In a system modeling an input over time, a right-half-plane zero is when some exponential growth rate of the input has no effect on the output. For example, eating ice cream increases happiness but creates more unhappiness so you eat more ice cream to make up for it and so on until there is no ice cream anywhere.
A system with a right-half-plane zero needs to be carefully designed around because when subjected to an input it will have the inverse response first. For example, when a plane attempts to climb by pitching up, it initially moves down first. If the pilot over corrects by pitching up further, they will input will have no effect on the output and it will end up crashing.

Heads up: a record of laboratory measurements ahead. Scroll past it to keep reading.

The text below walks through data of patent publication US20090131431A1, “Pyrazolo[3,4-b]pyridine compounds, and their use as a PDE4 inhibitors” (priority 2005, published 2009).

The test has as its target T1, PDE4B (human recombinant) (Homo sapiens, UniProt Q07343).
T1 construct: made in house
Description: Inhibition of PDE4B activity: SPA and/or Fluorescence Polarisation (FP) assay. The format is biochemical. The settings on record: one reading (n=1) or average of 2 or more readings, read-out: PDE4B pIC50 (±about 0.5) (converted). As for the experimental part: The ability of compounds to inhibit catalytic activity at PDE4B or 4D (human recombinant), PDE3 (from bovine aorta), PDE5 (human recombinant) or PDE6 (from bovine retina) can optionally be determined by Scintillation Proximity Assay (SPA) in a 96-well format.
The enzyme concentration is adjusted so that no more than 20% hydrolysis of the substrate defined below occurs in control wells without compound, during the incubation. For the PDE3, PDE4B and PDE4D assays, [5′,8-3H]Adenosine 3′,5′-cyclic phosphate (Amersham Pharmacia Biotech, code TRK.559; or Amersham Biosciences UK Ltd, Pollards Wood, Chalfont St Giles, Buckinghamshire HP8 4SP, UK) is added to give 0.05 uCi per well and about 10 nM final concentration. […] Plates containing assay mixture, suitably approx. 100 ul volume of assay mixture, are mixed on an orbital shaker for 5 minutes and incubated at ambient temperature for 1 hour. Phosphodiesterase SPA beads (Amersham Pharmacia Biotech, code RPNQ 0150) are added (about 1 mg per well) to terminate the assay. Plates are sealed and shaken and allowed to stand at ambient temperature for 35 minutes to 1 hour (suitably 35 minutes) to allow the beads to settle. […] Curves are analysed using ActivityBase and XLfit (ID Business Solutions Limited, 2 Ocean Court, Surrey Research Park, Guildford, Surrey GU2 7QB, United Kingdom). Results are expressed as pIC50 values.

- The Ringelmann effect shows groups become less productive as they grow
- A Mobius strip and Klein bottle are like physical/virtual representations of right-half-plane-zeros
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Adding new dependencies to a codebase is a net positive until it’s not. The added leverage of picking up an off-the-shelf solution eventually gives way to dependency hell—fixing breaking changes, incompatibilities between things, security issues, and so on.
Like the Mitch Hedburg joke, “when escalators break they become stairs—sorry for the convenience” reminds us about the importance of designing systems that fail gracefully. Escalators can still be used even when their function no longer works unlike elevators where you get stuck until it’s fixed.